cover image Sibyl-Anne vs. Ratticus

Sibyl-Anne vs. Ratticus

R. Macherot, trans. from the French by Kim Thompson. Fantagraphics, $16.99 (64p) ISBN 978-1-60699-452-8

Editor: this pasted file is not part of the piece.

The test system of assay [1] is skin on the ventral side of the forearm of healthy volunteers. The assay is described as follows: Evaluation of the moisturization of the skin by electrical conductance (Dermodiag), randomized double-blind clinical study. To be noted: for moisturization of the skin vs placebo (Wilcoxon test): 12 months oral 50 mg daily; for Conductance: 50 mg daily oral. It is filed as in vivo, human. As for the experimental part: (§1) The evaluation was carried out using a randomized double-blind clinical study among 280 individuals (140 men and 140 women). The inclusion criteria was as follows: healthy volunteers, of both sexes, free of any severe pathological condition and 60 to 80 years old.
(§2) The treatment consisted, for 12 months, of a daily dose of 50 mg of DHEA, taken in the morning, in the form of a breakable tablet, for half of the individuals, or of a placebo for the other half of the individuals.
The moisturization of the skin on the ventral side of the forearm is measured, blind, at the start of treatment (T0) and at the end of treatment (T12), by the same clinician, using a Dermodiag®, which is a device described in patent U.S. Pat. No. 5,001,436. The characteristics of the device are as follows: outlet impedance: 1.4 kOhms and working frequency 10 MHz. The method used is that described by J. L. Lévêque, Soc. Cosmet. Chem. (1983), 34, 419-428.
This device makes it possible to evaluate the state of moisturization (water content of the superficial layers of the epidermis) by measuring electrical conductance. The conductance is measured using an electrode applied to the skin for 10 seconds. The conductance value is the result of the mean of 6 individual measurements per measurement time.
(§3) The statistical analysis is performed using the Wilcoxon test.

A charming but slight entry from the field of post-Tintin Franco-Belgian all-ages comics. Field mouse Sibyl-Anne (Sibylline in the original bandes desinées, published in Spirou magazine in 1966 and 1967) lives a quiet life in the French countryside, alongside her friends Sergeant Verboten (a porcupine), Floozemaker (a crow), and fellow mouse Boomer. When the greedy, power-hungry rat Ratticus shows up, his destructive ways turn the animal community upside down. Ratticus’s nefarious plots, at first harmless, evolve into full-fledged war, with an army of city rats storming the village and setting fire to Floozemaker’s shop. Sibyl-Anne and her friends, of course, organize la resistance. (Imagine how this played in a France just 20 years removed from Vichy.) Macherot’s plotting is lively and unexpected; his drawing style is an acquired taste, overly busy at times and lacking the elegance of line that you might expect. (That is to say, his rambunctious panels owe more to Albert Uderzo’s Astérix than to Hergé’s Tintin.) Thompson’s translation is colloquial and funny and, one can assume, smooths out some of the original’s mid-century social attitudes.(Aug.)